SIMCONNECT_DATA_INITPOSITION: true vs indicated airspeed?

Dear all,

I am “copying” the initial state (position (+ some offset), attitude and speed) from some aircraft onto another. So far I was (more or less without paying much attention, I must admit) using the true airspeed.

However I noticed that when setting the initial airspeed with the “built in” data structure SIMCONNECT_DATA_INITPOSITION (which - when set on the user aircraft - as certain wanted side-effects, e.g. the aircraft can properly be placed on ground, specifically the gear is properly aligned) that apparently the indicated airspeed is required.

(Also note that when querying the simulation variable “BODY VELOCITY Z” that this seems to be true airspeed - for sure it is not indicated airspeed).

I am talking about this field here specifically:


The comment in the header (*.h - I am in the C++ world here) merely mentions “knots” - but not whether true or indicated airspeed is meant.

Now experimentally I figured out it must be indicated airspeed. However the official docs are silent about which airspeed (true vs indicated) is actually meant:

“The airspeed in knots, or one of the following special values: […]” - and that’s it basically (on this page).

Does anyone have a reference / document which confirms that “Airspeed” in this data structure is meant to be indicated airspeed? Or is there some kind of convention (that I am unaware of) that says something like “all velocities are given in knots, as indicated airspeed (unless otherwise noted)”?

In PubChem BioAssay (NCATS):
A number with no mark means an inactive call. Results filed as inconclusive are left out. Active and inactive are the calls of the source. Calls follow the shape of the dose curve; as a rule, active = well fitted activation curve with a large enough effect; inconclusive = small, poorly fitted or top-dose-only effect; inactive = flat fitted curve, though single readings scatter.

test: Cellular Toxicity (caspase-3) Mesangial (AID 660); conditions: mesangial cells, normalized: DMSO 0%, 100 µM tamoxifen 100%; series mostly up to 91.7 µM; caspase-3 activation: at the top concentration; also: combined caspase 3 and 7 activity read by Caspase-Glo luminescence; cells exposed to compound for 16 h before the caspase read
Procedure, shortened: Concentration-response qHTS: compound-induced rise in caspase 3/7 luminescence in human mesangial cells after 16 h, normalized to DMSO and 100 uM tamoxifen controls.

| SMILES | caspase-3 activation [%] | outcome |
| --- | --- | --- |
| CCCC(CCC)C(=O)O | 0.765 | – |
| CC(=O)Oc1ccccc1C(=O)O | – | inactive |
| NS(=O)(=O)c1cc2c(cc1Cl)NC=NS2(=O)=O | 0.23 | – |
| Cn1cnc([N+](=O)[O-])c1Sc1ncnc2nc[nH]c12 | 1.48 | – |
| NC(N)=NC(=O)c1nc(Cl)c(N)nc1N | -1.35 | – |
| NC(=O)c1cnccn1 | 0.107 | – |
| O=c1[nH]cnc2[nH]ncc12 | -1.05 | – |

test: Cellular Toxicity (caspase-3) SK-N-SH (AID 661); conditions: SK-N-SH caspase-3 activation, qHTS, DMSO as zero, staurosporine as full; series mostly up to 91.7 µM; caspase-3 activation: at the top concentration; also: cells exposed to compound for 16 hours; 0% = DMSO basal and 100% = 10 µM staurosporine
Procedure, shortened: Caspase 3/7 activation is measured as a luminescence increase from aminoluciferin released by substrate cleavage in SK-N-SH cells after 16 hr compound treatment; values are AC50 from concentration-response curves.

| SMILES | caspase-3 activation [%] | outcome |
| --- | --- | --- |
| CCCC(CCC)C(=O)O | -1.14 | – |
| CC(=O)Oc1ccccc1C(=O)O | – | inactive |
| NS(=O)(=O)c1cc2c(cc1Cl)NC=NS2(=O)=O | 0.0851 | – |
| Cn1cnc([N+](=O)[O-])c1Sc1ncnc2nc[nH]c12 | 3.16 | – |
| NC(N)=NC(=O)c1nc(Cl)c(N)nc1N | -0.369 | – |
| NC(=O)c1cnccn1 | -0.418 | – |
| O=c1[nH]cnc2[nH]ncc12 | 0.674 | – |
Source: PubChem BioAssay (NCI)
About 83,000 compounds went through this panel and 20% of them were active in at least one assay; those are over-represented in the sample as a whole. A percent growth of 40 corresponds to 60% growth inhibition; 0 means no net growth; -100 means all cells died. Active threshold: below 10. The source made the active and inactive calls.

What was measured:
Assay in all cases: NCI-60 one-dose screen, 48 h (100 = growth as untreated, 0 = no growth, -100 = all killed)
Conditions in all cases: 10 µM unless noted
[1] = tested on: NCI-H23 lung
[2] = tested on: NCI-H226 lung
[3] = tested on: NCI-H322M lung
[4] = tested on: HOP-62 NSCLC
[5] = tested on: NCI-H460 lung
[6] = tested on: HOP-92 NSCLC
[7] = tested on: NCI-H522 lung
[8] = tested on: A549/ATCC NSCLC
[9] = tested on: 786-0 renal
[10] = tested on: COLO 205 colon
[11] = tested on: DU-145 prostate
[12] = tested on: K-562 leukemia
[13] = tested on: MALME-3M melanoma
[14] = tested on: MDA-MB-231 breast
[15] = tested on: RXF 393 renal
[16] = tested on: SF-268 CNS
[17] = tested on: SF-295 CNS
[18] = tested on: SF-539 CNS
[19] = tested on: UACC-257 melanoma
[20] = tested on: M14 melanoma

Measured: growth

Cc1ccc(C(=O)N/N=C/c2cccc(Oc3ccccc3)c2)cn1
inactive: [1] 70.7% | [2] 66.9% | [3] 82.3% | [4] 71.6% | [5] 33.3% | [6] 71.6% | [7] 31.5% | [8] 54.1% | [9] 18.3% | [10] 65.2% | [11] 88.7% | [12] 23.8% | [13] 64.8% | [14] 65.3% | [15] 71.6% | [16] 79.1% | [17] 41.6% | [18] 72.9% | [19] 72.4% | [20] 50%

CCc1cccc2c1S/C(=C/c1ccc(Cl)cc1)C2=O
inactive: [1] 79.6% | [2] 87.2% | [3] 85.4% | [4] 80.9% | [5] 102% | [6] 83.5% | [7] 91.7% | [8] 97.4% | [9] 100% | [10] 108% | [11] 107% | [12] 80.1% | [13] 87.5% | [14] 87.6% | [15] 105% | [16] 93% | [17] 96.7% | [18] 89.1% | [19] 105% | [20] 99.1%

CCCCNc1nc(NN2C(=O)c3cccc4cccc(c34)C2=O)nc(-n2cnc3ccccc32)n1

Oh and yes, in case you wonder: there is quite some difference between indicated and true airspeed, especially the higher you fly (and also depending on the pressure), because indicated airspeed is essentially measured with the pitot tube (that is, pressure dependent), whereas true airspeed is your effective speed as compared to the surrounding air (molecules) - simplified.

As a rule of thumb: “On average, true airspeed increases about 2% per 1,000’ of increase in altitude, but the actual change depends on temperature and pressure.”